10/19/2022 at 5:05 p.m. by Torsten Vogel – AMD claims: AM4 coolers also cool AM5 processors. But it’s not quite that simple, as our look at the details reveals.
Ryzen 7000 is efficient, no question. But Ryzen 7000 is also fast. A lot of performance in combination with high efficiency does not automatically result in a cool processor; In the case of the specifications of the new AMD CPUs, which have been increased from 142 W PPT (socket AM4) to 230 W PPT, the opposite is actually true: cooling Zen 4 CPUs can become a challenge.
From above, the AM4 cooler mount is the same as the AM5 – but the backplate is fundamentally different. Source: Twitter
In our video, we take a closer look at why the Raphael processors cause even greater problems than Intel’s Alder Lake processors, even though the latter are more inefficient and use more energy. The short version: Continued strong one-sided heat development and an even higher power density in the actual compute chips bring the heat conduction within the package to its limits, which can hardly be compensated for on the part of the cooler.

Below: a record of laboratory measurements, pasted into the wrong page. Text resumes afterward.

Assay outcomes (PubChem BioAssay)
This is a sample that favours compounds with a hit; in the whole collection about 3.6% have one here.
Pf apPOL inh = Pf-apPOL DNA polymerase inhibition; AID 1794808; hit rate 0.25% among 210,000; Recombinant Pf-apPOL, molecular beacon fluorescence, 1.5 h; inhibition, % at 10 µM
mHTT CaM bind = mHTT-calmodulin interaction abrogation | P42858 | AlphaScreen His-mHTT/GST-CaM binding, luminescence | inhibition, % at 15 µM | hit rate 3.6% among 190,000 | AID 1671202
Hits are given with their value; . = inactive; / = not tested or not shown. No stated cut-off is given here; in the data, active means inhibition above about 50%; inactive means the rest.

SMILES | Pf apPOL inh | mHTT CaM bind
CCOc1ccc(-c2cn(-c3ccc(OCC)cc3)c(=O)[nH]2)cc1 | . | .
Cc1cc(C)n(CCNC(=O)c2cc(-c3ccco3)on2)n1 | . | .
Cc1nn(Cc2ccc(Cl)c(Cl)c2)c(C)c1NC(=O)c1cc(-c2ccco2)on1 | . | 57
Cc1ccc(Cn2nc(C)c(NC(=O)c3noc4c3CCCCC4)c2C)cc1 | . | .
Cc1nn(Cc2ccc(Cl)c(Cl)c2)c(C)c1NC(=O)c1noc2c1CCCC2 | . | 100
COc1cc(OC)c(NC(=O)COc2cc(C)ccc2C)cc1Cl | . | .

Challenge: Even if you take the hardly measurable advantages of an asymmetrical Ryzen 3000/5000/7000 mount with you, the Raphael package already reaches the temperature limit with around 20 percent less heating power than an Alder Lake processor. Source: PC Games Hardware On the other hand, we take a closer look at how coolers can be mounted on socket AM5 – and how not. Of the options available at AMD so far, retention bracket, mainboard backplate screw connection and your own backplate are only compatible between AM4 and AM5. The former even additionally with AM3(+), AM2(+), Socket 939, Socket 940 and Socket 754 – if it weren’t for the problem with the absolute cooling capacity of such old coolers from the Athlon 64 and Pentium 4 days. The third option, replacing the series backplate with a bracket from the cooler manufacturer, fails with AM4 bracket material on AM5 mainboards, as we show in our video. So far, this option has been used by around a third of the AM4 cooling solutions represented in PCGH test tables, which is a very clear limitation of AMD’s promise that “coolers are compatible”.